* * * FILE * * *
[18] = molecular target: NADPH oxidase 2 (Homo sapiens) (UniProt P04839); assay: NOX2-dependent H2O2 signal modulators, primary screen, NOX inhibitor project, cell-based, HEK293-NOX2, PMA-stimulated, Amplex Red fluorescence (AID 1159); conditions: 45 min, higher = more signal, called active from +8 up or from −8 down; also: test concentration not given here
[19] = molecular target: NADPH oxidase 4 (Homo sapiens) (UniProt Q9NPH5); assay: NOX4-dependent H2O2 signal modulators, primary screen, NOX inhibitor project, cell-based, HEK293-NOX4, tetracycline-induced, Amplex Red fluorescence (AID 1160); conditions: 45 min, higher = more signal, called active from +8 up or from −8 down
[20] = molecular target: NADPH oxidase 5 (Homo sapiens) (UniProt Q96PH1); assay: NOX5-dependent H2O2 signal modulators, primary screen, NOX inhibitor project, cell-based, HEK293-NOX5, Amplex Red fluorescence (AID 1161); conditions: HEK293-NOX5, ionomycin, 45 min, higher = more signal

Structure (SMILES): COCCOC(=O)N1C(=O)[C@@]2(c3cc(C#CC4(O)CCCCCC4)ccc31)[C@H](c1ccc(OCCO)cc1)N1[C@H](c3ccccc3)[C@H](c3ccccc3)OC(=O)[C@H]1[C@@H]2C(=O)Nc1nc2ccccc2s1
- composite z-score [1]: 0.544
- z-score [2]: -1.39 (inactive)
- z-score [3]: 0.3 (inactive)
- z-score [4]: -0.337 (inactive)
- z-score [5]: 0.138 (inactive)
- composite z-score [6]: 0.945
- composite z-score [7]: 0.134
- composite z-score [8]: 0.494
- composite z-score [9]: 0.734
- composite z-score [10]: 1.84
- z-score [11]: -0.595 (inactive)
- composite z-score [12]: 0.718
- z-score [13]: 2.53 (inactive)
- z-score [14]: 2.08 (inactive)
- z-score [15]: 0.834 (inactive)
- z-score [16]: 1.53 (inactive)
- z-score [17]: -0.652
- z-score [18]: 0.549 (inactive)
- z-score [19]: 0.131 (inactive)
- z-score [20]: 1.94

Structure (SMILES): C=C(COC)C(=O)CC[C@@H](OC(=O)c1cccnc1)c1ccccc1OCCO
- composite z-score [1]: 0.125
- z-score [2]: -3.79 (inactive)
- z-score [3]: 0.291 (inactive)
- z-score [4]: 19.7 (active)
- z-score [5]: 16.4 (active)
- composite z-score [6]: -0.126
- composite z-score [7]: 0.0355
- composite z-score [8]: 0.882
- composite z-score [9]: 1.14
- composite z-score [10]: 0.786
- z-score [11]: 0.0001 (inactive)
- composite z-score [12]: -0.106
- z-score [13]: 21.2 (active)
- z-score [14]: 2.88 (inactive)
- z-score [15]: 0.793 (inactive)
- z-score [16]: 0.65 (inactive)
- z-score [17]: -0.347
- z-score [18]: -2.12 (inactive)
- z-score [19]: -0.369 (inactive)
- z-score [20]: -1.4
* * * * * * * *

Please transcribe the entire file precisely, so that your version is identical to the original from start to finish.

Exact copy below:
[18] = molecular target: NADPH oxidase 2 (Homo sapiens) (UniProt P04839); assay: NOX2-dependent H2O2 signal modulators, primary screen, NOX inhibitor project, cell-based, HEK293-NOX2, PMA-stimulated, Amplex Red fluorescence (AID 1159); conditions: 45 min, higher = more signal, called active from +8 up or from −8 down; also: test concentration not given here
[19] = molecular target: NADPH oxidase 4 (Homo sapiens) (UniProt Q9NPH5); assay: NOX4-dependent H2O2 signal modulators, primary screen, NOX inhibitor project, cell-based, HEK293-NOX4, tetracycline-induced, Amplex Red fluorescence (AID 1160); conditions: 45 min, higher = more signal, called active from +8 up or from −8 down
[20] = molecular target: NADPH oxidase 5 (Homo sapiens) (UniProt Q96PH1); assay: NOX5-dependent H2O2 signal modulators, primary screen, NOX inhibitor project, cell-based, HEK293-NOX5, Amplex Red fluorescence (AID 1161); conditions: HEK293-NOX5, ionomycin, 45 min, higher = more signal

Structure (SMILES): COCCOC(=O)N1C(=O)[C@@]2(c3cc(C#CC4(O)CCCCCC4)ccc31)[C@H](c1ccc(OCCO)cc1)N1[C@H](c3ccccc3)[C@H](c3ccccc3)OC(=O)[C@H]1[C@@H]2C(=O)Nc1nc2ccccc2s1
- composite z-score [1]: 0.544
- z-score [2]: -1.39 (inactive)
- z-score [3]: 0.3 (inactive)
- z-score [4]: -0.337 (inactive)
- z-score [5]: 0.138 (inactive)
- composite z-score [6]: 0.945
- composite z-score [7]: 0.134
- composite z-score [8]: 0.494
- composite z-score [9]: 0.734
- composite z-score [10]: 1.84
- z-score [11]: -0.595 (inactive)
- composite z-score [12]: 0.718
- z-score [13]: 2.53 (inactive)
- z-score [14]: 2.08 (inactive)
- z-score [15]: 0.834 (inactive)
- z-score [16]: 1.53 (inactive)
- z-score [17]: -0.652
- z-score [18]: 0.549 (inactive)
- z-score [19]: 0.131 (inactive)
- z-score [20]: 1.94

Structure (SMILES): C=C(COC)C(=O)CC[C@@H](OC(=O)c1cccnc1)c1ccccc1OCCO
- composite z-score [1]: 0.125
- z-score [2]: -3.79 (inactive)
- z-score [3]: 0.291 (inactive)
- z-score [4]: 19.7 (active)
- z-score [5]: 16.4 (active)
- composite z-score [6]: -0.126
- composite z-score [7]: 0.0355
- composite z-score [8]: 0.882
- composite z-score [9]: 1.14
- composite z-score [10]: 0.786
- z-score [11]: 0.0001 (inactive)
- composite z-score [12]: -0.106
- z-score [13]: 21.2 (active)
- z-score [14]: 2.88 (inactive)
- z-score [15]: 0.793 (inactive)
- z-score [16]: 0.65 (inactive)
- z-score [17]: -0.347
- z-score [18]: -2.12 (inactive)
- z-score [19]: -0.369 (inactive)
- z-score [20]: -1.4